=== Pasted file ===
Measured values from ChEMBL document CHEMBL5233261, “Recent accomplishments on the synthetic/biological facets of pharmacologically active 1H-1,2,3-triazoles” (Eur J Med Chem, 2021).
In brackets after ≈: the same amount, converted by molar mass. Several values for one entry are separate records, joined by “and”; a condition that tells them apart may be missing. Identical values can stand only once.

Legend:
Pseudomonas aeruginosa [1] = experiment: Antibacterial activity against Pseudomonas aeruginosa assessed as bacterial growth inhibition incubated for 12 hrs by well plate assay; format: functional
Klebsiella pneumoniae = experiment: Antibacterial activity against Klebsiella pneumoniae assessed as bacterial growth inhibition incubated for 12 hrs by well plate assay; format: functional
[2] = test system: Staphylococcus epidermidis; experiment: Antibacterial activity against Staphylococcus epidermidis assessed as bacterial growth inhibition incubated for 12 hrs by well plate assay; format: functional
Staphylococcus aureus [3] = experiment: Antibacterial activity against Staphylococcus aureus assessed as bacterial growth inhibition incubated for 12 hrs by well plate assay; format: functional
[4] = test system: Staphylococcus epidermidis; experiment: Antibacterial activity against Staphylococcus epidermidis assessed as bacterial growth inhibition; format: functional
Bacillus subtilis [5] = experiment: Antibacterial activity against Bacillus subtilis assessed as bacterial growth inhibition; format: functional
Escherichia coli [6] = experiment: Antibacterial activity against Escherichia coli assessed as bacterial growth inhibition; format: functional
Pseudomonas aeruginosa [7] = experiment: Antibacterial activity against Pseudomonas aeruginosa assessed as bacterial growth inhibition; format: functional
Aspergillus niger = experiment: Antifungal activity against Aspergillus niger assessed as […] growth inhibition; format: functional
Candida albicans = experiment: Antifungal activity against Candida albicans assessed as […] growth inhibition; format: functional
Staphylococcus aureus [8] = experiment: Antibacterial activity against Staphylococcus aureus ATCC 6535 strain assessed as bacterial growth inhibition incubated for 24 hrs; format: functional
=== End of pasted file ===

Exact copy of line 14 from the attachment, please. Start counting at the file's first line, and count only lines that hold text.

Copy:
Staphylococcus aureus [8] = experiment: Antibacterial activity against Staphylococcus aureus ATCC 6535 strain assessed as bacterial growth inhibition incubated for 24 hrs; format: functional